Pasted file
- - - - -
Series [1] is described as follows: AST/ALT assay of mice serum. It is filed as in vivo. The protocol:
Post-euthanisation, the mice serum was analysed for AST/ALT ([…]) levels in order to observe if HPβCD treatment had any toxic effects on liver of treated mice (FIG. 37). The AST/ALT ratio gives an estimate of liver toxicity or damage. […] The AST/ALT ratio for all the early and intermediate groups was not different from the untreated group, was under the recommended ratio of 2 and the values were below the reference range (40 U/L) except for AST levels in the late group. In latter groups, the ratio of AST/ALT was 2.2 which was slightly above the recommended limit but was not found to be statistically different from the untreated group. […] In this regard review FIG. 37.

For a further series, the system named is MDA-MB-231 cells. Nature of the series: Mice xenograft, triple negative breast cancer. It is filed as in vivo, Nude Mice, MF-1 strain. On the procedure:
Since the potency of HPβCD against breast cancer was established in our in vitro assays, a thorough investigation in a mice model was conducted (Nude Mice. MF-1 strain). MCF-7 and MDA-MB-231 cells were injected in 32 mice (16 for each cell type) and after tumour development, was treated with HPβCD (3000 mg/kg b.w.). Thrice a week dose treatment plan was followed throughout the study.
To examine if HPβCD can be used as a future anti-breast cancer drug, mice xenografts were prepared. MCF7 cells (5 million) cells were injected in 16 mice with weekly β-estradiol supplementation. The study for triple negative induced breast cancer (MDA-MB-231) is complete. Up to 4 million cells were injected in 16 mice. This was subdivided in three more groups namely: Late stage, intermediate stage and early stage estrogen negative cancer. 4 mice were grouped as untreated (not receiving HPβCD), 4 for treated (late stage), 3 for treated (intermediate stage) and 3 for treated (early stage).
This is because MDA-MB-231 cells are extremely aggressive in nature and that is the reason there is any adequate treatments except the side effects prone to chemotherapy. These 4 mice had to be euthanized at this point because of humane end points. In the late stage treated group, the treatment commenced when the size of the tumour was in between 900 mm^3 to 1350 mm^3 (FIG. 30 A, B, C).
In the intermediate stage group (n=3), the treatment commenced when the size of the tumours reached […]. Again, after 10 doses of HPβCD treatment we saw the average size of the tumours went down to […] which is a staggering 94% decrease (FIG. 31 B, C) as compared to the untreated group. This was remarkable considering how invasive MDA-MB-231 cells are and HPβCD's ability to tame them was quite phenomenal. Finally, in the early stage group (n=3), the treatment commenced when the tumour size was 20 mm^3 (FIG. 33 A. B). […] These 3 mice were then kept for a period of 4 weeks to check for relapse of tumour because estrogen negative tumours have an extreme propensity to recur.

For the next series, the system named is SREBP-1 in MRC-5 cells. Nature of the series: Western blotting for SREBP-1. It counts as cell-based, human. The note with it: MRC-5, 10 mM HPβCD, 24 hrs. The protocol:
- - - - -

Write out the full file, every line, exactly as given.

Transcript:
Series [1] is described as follows: AST/ALT assay of mice serum. It is filed as in vivo. The protocol:
Post-euthanisation, the mice serum was analysed for AST/ALT ([…]) levels in order to observe if HPβCD treatment had any toxic effects on liver of treated mice (FIG. 37). The AST/ALT ratio gives an estimate of liver toxicity or damage. […] The AST/ALT ratio for all the early and intermediate groups was not different from the untreated group, was under the recommended ratio of 2 and the values were below the reference range (40 U/L) except for AST levels in the late group. In latter groups, the ratio of AST/ALT was 2.2 which was slightly above the recommended limit but was not found to be statistically different from the untreated group. […] In this regard review FIG. 37.

For a further series, the system named is MDA-MB-231 cells. Nature of the series: Mice xenograft, triple negative breast cancer. It is filed as in vivo, Nude Mice, MF-1 strain. On the procedure:
Since the potency of HPβCD against breast cancer was established in our in vitro assays, a thorough investigation in a mice model was conducted (Nude Mice. MF-1 strain). MCF-7 and MDA-MB-231 cells were injected in 32 mice (16 for each cell type) and after tumour development, was treated with HPβCD (3000 mg/kg b.w.). Thrice a week dose treatment plan was followed throughout the study.
To examine if HPβCD can be used as a future anti-breast cancer drug, mice xenografts were prepared. MCF7 cells (5 million) cells were injected in 16 mice with weekly β-estradiol supplementation. The study for triple negative induced breast cancer (MDA-MB-231) is complete. Up to 4 million cells were injected in 16 mice. This was subdivided in three more groups namely: Late stage, intermediate stage and early stage estrogen negative cancer. 4 mice were grouped as untreated (not receiving HPβCD), 4 for treated (late stage), 3 for treated (intermediate stage) and 3 for treated (early stage).
This is because MDA-MB-231 cells are extremely aggressive in nature and that is the reason there is any adequate treatments except the side effects prone to chemotherapy. These 4 mice had to be euthanized at this point because of humane end points. In the late stage treated group, the treatment commenced when the size of the tumour was in between 900 mm^3 to 1350 mm^3 (FIG. 30 A, B, C).
In the intermediate stage group (n=3), the treatment commenced when the size of the tumours reached […]. Again, after 10 doses of HPβCD treatment we saw the average size of the tumours went down to […] which is a staggering 94% decrease (FIG. 31 B, C) as compared to the untreated group. This was remarkable considering how invasive MDA-MB-231 cells are and HPβCD's ability to tame them was quite phenomenal. Finally, in the early stage group (n=3), the treatment commenced when the tumour size was 20 mm^3 (FIG. 33 A. B). […] These 3 mice were then kept for a period of 4 weeks to check for relapse of tumour because estrogen negative tumours have an extreme propensity to recur.

For the next series, the system named is SREBP-1 in MRC-5 cells. Nature of the series: Western blotting for SREBP-1. It counts as cell-based, human. The note with it: MRC-5, 10 mM HPβCD, 24 hrs. The protocol: